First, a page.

A co-worker recently deemed Monday “Moan-day”, though the word moan just makes me giggle, and think anything but misery. Continuing the idea of combating “Mondays” with romance and love, let’s take a look at another favorite story of love, Frankie and Johnny. There was a time when this movie played near non-stop on cable. It was Summertime and I watched it so much I had parts of it memorized. I loved the laughter in it, the chemistry, the melancholy, and the hope that seemed to push through and prevail. I loved both Frankie and Johnny.
This one is one of two diner romances that I love. You’ll see the other one at the bottom end of the alphabet – stay tuned.
Is there a favorite romantic movie that you remember watching a lot in the Summertime? If so, what was it?
In this installment of the A-to-Z Cinematic Love Story Series, we take a visit to the letter F, and the 2004 movie Frankie and Johnny.
” I’m a BLT down sort of person, and I think you’re looking for someone a little more pheasant under glass.” ~ Frankie
Frankie and Johnny is definitely one of my “comfort films“, I love the writing, the characters (both lead and supporting), the stage play feeling to it (it was a stage play first), and the chemistry between Frankie (Michelle Pfieffer) and Johnny (Al Pacino) in this movie. The setting, in the diner, with all the characters and chaos, is such a great introduction to this makeshift family. Add into this Frankie’s best friend, and you have quite a collection. Every one of them, from the smallest roles to the leads, seem fully realized and believable. I root for them all, but most especially for Frankie and Johnny.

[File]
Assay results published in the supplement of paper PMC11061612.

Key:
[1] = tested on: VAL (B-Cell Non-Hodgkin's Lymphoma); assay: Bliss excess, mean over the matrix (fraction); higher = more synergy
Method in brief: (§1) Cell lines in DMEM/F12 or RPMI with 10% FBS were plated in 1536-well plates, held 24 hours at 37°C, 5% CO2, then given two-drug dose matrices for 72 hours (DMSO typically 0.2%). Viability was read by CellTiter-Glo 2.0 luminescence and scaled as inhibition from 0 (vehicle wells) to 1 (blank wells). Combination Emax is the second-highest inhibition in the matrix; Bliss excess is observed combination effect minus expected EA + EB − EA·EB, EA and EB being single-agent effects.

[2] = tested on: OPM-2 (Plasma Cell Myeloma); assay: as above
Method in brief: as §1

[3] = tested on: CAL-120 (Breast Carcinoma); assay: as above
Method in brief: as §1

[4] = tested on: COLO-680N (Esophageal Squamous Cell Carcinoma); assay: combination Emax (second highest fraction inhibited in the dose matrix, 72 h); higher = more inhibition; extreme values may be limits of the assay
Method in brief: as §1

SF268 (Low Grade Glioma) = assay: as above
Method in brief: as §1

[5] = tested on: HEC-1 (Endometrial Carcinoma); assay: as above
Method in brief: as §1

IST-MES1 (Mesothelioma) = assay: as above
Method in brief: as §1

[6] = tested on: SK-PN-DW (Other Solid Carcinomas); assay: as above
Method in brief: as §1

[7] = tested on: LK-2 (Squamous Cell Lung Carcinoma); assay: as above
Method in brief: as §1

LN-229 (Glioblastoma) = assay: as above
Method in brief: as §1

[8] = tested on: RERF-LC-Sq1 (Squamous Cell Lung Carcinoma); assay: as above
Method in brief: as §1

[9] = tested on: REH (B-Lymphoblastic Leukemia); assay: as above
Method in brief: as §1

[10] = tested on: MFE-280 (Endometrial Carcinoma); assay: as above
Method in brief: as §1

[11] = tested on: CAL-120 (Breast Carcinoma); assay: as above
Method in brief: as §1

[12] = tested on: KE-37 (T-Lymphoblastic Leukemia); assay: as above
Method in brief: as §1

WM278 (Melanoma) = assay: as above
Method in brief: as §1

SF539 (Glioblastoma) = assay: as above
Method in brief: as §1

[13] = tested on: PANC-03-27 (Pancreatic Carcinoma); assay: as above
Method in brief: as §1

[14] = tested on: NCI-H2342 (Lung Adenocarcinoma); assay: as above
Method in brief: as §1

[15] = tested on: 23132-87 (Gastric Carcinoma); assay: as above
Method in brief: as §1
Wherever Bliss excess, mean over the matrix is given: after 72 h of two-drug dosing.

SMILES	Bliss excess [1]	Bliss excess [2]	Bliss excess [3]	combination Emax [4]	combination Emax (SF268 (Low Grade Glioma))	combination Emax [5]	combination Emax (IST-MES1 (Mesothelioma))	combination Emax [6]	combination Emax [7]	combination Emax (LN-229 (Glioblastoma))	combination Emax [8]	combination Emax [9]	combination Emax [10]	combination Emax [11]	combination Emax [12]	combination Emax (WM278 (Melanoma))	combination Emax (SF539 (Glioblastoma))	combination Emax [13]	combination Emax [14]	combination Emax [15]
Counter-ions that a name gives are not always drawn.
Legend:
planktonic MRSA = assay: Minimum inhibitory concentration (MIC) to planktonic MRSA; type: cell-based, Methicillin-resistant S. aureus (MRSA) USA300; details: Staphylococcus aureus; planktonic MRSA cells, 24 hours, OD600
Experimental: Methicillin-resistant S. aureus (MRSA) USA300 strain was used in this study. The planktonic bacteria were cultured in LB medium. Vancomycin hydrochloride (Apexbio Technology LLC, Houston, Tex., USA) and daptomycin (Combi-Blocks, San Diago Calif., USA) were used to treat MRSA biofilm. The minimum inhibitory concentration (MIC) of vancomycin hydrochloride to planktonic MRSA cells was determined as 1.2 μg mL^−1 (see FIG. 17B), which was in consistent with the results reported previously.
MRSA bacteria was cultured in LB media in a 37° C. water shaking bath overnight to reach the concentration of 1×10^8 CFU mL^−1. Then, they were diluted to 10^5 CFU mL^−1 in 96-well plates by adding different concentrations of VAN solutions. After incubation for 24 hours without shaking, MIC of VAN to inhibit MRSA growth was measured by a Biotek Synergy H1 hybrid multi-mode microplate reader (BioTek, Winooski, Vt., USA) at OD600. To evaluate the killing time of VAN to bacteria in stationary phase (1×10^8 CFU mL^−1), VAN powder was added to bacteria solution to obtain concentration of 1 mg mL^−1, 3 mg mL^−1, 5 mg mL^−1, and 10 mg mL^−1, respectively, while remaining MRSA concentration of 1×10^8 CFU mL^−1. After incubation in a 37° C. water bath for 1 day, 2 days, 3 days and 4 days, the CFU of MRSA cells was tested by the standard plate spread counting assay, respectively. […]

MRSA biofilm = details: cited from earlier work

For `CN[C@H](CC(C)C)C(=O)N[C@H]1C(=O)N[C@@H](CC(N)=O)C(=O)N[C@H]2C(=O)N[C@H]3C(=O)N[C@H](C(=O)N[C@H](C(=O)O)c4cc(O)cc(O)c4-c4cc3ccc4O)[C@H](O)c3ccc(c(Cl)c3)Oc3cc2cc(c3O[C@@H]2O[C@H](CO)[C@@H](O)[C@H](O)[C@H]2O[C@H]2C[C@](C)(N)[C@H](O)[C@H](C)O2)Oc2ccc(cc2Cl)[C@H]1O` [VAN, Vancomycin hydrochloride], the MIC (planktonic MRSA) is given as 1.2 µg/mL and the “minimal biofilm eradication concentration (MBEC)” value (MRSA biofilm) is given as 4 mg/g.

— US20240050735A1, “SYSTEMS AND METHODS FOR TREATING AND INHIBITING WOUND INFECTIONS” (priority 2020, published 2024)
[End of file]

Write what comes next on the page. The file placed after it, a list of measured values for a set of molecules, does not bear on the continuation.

I was much younger than the leads when I first watched the film, younger still when I repeat watched it that Summer on cable. I’m closer now to their age, and re-watching it I find myself feeling even more for them. The fact that they both have had bad luck and are going about their individual next life chapters so differently, does not negate that fact that they are both looking for hope and a new start. Johnny is more vocal about it, more enthusiastic, more full of his wants and needs. He isn’t afraid to go after what he wants because I think he spent a long time being without. It feels like an act of celebration for him most of the time, finally having his freedom, the chance at a job, and an attraction to a woman he’d like to know more about (Frankie).
Johnny gets the job
Frankie, on the other hand, is shut down. She’s hid herself away and is just existing. She allows herself limited happiness, and has stopped believing in love, or letting herself admit to wanting it. She does want it, though, and I think Johnny sees that in her. I think he sees some of himself in her. She has walls up, though, and getting past them is not an easy feat, nor does it seem like it will work out at all until the very last scene.
That last scene, the end of the film, the final act that takes place in Frankie’s apartment, with the Claire De Lune request on the radio and the sunrise, and the conversations, it all just gets to me. It reminds me of those first nights together with a lover where you stay up until the sun rises, when it becomes beyond sex, when there is so much said and not said, when you start really falling for each other.
“When the bad comes again”